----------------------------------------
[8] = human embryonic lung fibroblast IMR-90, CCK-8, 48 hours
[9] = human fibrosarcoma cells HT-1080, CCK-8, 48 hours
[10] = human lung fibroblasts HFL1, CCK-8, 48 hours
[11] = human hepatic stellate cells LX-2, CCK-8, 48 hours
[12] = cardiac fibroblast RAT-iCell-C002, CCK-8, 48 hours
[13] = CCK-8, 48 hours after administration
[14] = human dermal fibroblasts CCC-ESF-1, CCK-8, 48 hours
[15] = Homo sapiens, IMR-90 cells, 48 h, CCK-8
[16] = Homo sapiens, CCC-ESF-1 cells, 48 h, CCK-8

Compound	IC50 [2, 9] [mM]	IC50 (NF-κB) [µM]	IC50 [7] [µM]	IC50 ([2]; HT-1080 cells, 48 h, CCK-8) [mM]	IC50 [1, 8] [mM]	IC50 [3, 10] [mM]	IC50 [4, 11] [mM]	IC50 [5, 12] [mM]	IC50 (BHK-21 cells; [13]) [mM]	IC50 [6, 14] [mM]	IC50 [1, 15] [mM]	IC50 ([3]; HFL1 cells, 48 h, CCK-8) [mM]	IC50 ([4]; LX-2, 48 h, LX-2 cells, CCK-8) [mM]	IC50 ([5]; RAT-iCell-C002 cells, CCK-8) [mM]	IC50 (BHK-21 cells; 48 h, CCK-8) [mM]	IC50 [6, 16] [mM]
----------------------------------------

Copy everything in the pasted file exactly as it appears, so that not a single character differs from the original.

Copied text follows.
[8] = human embryonic lung fibroblast IMR-90, CCK-8, 48 hours
[9] = human fibrosarcoma cells HT-1080, CCK-8, 48 hours
[10] = human lung fibroblasts HFL1, CCK-8, 48 hours
[11] = human hepatic stellate cells LX-2, CCK-8, 48 hours
[12] = cardiac fibroblast RAT-iCell-C002, CCK-8, 48 hours
[13] = CCK-8, 48 hours after administration
[14] = human dermal fibroblasts CCC-ESF-1, CCK-8, 48 hours
[15] = Homo sapiens, IMR-90 cells, 48 h, CCK-8
[16] = Homo sapiens, CCC-ESF-1 cells, 48 h, CCK-8

Compound	IC50 [2, 9] [mM]	IC50 (NF-κB) [µM]	IC50 [7] [µM]	IC50 ([2]; HT-1080 cells, 48 h, CCK-8) [mM]	IC50 [1, 8] [mM]	IC50 [3, 10] [mM]	IC50 [4, 11] [mM]	IC50 [5, 12] [mM]	IC50 (BHK-21 cells; [13]) [mM]	IC50 [6, 14] [mM]	IC50 [1, 15] [mM]	IC50 ([3]; HFL1 cells, 48 h, CCK-8) [mM]	IC50 ([4]; LX-2, 48 h, LX-2 cells, CCK-8) [mM]	IC50 ([5]; RAT-iCell-C002 cells, CCK-8) [mM]	IC50 (BHK-21 cells; 48 h, CCK-8) [mM]	IC50 [6, 16] [mM]